4 Leadership Styles Autocratic Retains authority for themselves Assumes people will automatically comply Not concerned with what others think
5 Leadership Styles Participative leaders - share decision making with the group Consultative Consensus Democratic
6 Leadership Styles Free-rein Turn over all authority to the group Leadership is provided indirectly Works with highly motivated people
7 The Hersey-Blanchard Situational Leadership Ⓡ Model Places its primary emphasis on the characteristics of group members. The situational leadership model of Paul Hersey and Kenneth H. Blanchard explains how to match the leadership style to the readiness of the group members.
8 Components of the Model Relationship Behavior Task Behavior Follower Readiness
9 Basics of the Model Task behavior is the extent to which the leader spells out the duties and responsibilities of an individual or group.
10 Basics of the Model Relationship behavior is the extent to which the leader engages in two-way communication.
11 Basics of the Model Readiness in situational leadership is defined as the extent to which a group member has the ability and willingness or confidence to accomplish a specific task.
12 Basics of the Model Ability is the knowledge, experience, and skill an individual or group brings to a particular task or activity. Willingness is the extent to which an individual or group has the confidence, commitment, and motivation to accomplish a specific task.
13 Readiness Levels R1- unable to do the task, lacks commitment, confidence, and willingness R2 - motivated to try if the leader provides guidance, lacks the ability to perform well
14 Readiness Level contd. R3 - has the capacity to perform but is insecure, apprehensive or unwilling to use that ability R4- can do the job, wants to do the job, is committed to the job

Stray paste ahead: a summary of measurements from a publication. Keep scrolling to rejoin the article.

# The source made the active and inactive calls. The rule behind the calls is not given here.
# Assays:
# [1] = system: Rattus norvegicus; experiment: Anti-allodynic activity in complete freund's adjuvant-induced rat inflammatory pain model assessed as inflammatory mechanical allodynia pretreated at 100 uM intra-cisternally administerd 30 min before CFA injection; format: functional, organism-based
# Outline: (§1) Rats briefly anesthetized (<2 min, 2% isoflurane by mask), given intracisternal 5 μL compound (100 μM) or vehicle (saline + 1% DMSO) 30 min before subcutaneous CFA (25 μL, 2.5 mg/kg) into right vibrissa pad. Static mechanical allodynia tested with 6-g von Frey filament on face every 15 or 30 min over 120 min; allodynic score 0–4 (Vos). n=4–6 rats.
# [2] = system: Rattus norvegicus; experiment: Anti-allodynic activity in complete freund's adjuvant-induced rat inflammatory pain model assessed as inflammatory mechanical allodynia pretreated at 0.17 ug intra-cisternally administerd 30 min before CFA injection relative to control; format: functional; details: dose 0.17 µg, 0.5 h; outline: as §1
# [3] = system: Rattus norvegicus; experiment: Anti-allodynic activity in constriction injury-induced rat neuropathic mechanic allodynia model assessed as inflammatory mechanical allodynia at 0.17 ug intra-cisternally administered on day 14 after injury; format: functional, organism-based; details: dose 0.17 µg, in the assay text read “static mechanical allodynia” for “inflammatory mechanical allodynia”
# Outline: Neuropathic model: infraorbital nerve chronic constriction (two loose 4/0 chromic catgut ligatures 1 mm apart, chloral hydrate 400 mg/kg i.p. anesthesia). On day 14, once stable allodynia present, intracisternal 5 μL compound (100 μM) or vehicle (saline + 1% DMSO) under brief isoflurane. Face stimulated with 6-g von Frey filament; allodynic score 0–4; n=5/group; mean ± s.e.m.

15 Ex. 3.4 Hershey and Blanchard’s Situational Theory of Leadership Follower CharacteristicsAppropriate Leader Style Low readiness level Moderate readiness level High readiness level Very high readiness level Telling ) Selling ) Participating Delegating )
16 Telling The "telling" style is very directive because the leader produces a lot of input but a minimum amount of relationship behavior. An autocratic leader would fit here.
17 Selling The "selling" style is also very directive, but in a more persuasive, guiding manner. The leader provides considerable input about task accomplishment but also emphasizes human relations.
18 Participating In the "participating" leadership style, there is less direction and more collaboration between leader and group members.
19 Delegating In the "delegating" leadership style, the leader delegates responsibility for a task to a group member and is simply kept informed of progress.
20 Basics of the Model The situational leadership model states that there is no one best way to influence group members.
21 Applying the Model Define the task - what you want them to do. Assess the person’s ability Assess their motivation and willingness Apply the appropriate leadership style
22 Evaluation of the Situational Model Easy to understand Easy to use Not always as clear cut as you would like it to be